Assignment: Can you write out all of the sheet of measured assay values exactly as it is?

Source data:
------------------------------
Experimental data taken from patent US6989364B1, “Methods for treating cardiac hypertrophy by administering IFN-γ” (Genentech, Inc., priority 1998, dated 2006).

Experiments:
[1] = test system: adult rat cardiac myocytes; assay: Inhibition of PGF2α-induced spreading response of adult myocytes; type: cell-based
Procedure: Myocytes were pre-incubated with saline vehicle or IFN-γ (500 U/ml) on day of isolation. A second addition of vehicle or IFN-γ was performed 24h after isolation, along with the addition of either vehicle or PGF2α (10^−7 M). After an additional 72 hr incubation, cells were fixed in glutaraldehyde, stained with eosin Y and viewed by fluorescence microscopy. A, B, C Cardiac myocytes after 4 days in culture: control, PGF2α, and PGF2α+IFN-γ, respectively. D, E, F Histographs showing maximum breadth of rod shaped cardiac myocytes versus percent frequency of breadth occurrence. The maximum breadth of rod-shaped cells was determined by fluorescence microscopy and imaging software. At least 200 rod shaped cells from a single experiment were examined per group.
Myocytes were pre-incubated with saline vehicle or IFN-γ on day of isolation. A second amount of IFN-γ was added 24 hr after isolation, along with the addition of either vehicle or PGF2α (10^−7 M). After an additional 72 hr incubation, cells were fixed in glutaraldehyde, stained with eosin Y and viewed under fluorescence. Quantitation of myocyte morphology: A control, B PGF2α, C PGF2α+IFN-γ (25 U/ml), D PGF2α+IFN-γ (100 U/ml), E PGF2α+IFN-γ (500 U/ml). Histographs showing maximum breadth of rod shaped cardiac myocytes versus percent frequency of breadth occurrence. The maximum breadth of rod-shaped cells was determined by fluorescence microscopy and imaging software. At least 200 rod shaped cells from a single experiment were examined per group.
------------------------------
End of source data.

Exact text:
Experimental data taken from patent US6989364B1, “Methods for treating cardiac hypertrophy by administering IFN-γ” (Genentech, Inc., priority 1998, dated 2006).

Experiments:
[1] = test system: adult rat cardiac myocytes; assay: Inhibition of PGF2α-induced spreading response of adult myocytes; type: cell-based
Procedure: Myocytes were pre-incubated with saline vehicle or IFN-γ (500 U/ml) on day of isolation. A second addition of vehicle or IFN-γ was performed 24h after isolation, along with the addition of either vehicle or PGF2α (10^−7 M). After an additional 72 hr incubation, cells were fixed in glutaraldehyde, stained with eosin Y and viewed by fluorescence microscopy. A, B, C Cardiac myocytes after 4 days in culture: control, PGF2α, and PGF2α+IFN-γ, respectively. D, E, F Histographs showing maximum breadth of rod shaped cardiac myocytes versus percent frequency of breadth occurrence. The maximum breadth of rod-shaped cells was determined by fluorescence microscopy and imaging software. At least 200 rod shaped cells from a single experiment were examined per group.
Myocytes were pre-incubated with saline vehicle or IFN-γ on day of isolation. A second amount of IFN-γ was added 24 hr after isolation, along with the addition of either vehicle or PGF2α (10^−7 M). After an additional 72 hr incubation, cells were fixed in glutaraldehyde, stained with eosin Y and viewed under fluorescence. Quantitation of myocyte morphology: A control, B PGF2α, C PGF2α+IFN-γ (25 U/ml), D PGF2α+IFN-γ (100 U/ml), E PGF2α+IFN-γ (500 U/ml). Histographs showing maximum breadth of rod shaped cardiac myocytes versus percent frequency of breadth occurrence. The maximum breadth of rod-shaped cells was determined by fluorescence microscopy and imaging software. At least 200 rod shaped cells from a single experiment were examined per group.